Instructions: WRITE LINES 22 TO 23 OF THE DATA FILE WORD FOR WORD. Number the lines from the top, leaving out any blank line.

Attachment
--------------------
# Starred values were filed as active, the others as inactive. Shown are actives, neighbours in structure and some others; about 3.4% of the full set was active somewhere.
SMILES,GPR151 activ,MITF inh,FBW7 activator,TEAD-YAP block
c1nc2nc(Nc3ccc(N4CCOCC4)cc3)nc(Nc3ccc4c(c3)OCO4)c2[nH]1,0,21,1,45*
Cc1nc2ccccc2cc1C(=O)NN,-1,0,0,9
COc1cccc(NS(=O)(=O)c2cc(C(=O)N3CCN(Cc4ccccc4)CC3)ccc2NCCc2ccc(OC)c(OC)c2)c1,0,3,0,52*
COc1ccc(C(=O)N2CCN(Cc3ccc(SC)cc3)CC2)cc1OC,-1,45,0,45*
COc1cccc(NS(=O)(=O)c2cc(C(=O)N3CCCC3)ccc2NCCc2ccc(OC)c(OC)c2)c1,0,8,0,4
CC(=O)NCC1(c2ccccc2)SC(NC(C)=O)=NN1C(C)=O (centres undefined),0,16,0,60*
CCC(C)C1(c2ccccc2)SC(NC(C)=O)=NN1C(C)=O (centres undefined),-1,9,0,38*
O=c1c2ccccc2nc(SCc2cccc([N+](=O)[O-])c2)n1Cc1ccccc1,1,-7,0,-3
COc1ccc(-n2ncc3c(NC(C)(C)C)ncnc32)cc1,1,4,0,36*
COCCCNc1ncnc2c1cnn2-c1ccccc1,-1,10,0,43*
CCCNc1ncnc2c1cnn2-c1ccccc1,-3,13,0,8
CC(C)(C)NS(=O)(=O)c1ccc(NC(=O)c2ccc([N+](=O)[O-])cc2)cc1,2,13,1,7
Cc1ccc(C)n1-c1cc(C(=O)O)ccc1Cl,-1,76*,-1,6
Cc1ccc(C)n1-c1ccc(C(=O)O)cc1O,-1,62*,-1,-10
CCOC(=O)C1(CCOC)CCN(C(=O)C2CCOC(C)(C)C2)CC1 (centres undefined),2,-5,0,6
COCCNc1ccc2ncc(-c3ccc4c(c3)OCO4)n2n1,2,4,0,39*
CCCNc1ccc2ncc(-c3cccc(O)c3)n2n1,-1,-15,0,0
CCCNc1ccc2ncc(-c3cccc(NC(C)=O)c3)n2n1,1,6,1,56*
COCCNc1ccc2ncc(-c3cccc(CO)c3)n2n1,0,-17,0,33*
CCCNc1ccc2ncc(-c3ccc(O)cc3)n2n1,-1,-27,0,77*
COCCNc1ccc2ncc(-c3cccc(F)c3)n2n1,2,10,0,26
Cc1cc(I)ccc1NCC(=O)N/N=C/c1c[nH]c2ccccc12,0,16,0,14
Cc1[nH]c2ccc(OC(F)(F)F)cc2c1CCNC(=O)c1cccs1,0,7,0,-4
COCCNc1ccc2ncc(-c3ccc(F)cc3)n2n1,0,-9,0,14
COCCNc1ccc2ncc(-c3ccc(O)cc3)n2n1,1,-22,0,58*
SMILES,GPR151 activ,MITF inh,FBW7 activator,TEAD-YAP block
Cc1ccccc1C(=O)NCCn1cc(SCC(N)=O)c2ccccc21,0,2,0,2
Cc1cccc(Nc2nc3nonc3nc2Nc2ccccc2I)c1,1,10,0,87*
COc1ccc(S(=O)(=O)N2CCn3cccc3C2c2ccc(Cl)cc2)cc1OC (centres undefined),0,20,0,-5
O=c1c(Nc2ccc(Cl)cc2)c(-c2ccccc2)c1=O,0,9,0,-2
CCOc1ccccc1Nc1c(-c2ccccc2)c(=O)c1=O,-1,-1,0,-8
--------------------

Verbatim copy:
CCCNc1ccc2ncc(-c3ccc(O)cc3)n2n1,-1,-27,0,77*
COCCNc1ccc2ncc(-c3cccc(F)c3)n2n1,2,10,0,26